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Mighty words indeed

Toda musicians at the inauguration  

The recently concluded Ooty Literature Festival (OLF) was the beginning of a plan of putting the hill station firmly on the country’s literary scene. Held over two days — September 16 and 17 — it kept me on my toes, not literally but figuratively.

You could not have asked for a better place to hold the event: The Nilgiri Library’s history dates back to 1867. At the OLF, content was the emperor and that too a gender-neutral one. Ambai, MT Vasudevan Nair, Vijay Nambisan, Theodore Baskaran, Mansoor Hussain Khan, Arundhathi Subramaniam and Sir Mark Tully were just some of those who participated.

Every speaker said something that set me thinking. Here is my personal favourite: ‘Growth is the largest religion of this planet and growth for the sake of growth is the ideology of a cancer cell.’ Mansoor Khan addresses the unbelievable fallacy surrounding the need for exponential growth in his book, The Third Curve.

MT Vasudevan Nair replied, rather succinctly, to a question of whether he is open to criticism. His words? Just two: “Why Not”. Followed by a smile that spoke volumes.

Speaking of eloquent smiles, almost none could match the stage presence of Ambai. Candid and realistic, none of her astounding statements was made to shock the audience. In fact she had the audience roaring with laughter.

When translating a work, she says, she could not find a suitable Tamil word for ‘orgasm’. So she left it as it was but when asked why there was no equivalent word for orgasm in Tamil, she said, “How can I answer this? Perhaps Tamilians do not have orgasms.”

Again, a member of the audience asked her about the right time to expose children to the things that she talks about — alcohol, smoking, freedom of choice, things that children are traditionally not exposed to. Pat came the reply, “Well, I don’t know, some adults themselves should not be exposed to these things.” Her child-like laughter boomed up to the rafters.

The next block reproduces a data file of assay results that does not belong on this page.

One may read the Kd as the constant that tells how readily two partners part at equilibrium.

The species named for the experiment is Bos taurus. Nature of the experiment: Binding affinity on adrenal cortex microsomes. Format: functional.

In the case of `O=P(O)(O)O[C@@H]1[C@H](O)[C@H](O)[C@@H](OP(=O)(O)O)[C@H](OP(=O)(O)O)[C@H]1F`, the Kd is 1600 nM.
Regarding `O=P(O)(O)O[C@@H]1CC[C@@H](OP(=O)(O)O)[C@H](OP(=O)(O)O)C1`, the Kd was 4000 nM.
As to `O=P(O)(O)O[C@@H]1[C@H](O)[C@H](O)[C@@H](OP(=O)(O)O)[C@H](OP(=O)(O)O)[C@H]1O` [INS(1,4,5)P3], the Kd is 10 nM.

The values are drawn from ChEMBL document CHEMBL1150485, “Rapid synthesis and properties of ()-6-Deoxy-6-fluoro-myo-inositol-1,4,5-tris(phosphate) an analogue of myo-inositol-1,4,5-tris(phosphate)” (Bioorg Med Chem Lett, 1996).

The obvious synergy between Sir Mark Tully and his partner Gillian Wright made their session amazing. Here was another first for OLF; this was the very first time that Gillian has interviewed Sir Mark. She has “shouted at him many times” but never interviewed him. We got to hear Sir Mark reciting a Hindi nursery rhyme and his profound statement of how “secular fundamentalism was just as bad as religious fundamentalism.”

Poets held sway and so did translators. There was time for publishers and eco-warriors. I cannot even begin to describe Tarun Chhabra’s passion for the indigenous Toda community. Here is a dentist who sat on the stage fuming at the way the Todas have been treated. The audience got him to sing a traditional song that celebrates the unique relationship between a community and Mother Nature.

I am not a fan of poetry but when Arundhathi Subramaniam stood up in her statuesque poise to read a few of her poems I sat up and soaked in the gentle river of words. Listening to her and to Vijay Nambisan’s crisp delivery made me think of how mighty a word can be.

There were so many writers and speakers but the one thing that came through at the end of the festival was that it was all about content. As C.V. Ranganathan said, “This is heady stuff”.

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